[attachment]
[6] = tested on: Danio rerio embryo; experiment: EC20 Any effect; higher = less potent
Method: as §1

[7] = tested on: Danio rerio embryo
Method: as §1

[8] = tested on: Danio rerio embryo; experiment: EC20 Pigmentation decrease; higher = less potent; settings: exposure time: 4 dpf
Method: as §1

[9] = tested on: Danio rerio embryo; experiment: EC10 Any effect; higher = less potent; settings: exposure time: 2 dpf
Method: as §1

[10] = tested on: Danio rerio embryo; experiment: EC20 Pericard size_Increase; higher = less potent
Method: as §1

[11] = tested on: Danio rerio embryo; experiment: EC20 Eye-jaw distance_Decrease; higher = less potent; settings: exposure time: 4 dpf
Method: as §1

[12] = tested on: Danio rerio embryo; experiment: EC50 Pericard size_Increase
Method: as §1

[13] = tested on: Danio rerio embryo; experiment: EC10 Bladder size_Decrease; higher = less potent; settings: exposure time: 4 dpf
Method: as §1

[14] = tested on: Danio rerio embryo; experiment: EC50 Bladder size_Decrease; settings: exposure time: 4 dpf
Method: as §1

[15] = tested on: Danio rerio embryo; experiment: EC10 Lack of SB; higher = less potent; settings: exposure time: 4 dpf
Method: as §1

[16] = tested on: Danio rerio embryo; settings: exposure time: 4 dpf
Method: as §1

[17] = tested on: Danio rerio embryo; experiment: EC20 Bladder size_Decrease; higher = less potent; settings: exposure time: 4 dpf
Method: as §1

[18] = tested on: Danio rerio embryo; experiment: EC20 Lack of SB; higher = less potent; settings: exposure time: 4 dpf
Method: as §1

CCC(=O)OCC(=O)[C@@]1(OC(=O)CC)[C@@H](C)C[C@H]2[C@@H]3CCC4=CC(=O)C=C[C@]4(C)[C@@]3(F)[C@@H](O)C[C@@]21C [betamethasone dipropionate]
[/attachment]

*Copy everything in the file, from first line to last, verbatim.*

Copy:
[6] = tested on: Danio rerio embryo; experiment: EC20 Any effect; higher = less potent
Method: as §1

[7] = tested on: Danio rerio embryo
Method: as §1

[8] = tested on: Danio rerio embryo; experiment: EC20 Pigmentation decrease; higher = less potent; settings: exposure time: 4 dpf
Method: as §1

[9] = tested on: Danio rerio embryo; experiment: EC10 Any effect; higher = less potent; settings: exposure time: 2 dpf
Method: as §1

[10] = tested on: Danio rerio embryo; experiment: EC20 Pericard size_Increase; higher = less potent
Method: as §1

[11] = tested on: Danio rerio embryo; experiment: EC20 Eye-jaw distance_Decrease; higher = less potent; settings: exposure time: 4 dpf
Method: as §1

[12] = tested on: Danio rerio embryo; experiment: EC50 Pericard size_Increase
Method: as §1

[13] = tested on: Danio rerio embryo; experiment: EC10 Bladder size_Decrease; higher = less potent; settings: exposure time: 4 dpf
Method: as §1

[14] = tested on: Danio rerio embryo; experiment: EC50 Bladder size_Decrease; settings: exposure time: 4 dpf
Method: as §1

[15] = tested on: Danio rerio embryo; experiment: EC10 Lack of SB; higher = less potent; settings: exposure time: 4 dpf
Method: as §1

[16] = tested on: Danio rerio embryo; settings: exposure time: 4 dpf
Method: as §1

[17] = tested on: Danio rerio embryo; experiment: EC20 Bladder size_Decrease; higher = less potent; settings: exposure time: 4 dpf
Method: as §1

[18] = tested on: Danio rerio embryo; experiment: EC20 Lack of SB; higher = less potent; settings: exposure time: 4 dpf
Method: as §1

CCC(=O)OCC(=O)[C@@]1(OC(=O)CC)[C@@H](C)C[C@H]2[C@@H]3CCC4=CC(=O)C=C[C@]4(C)[C@@]3(F)[C@@H](O)C[C@@]21C [betamethasone dipropionate]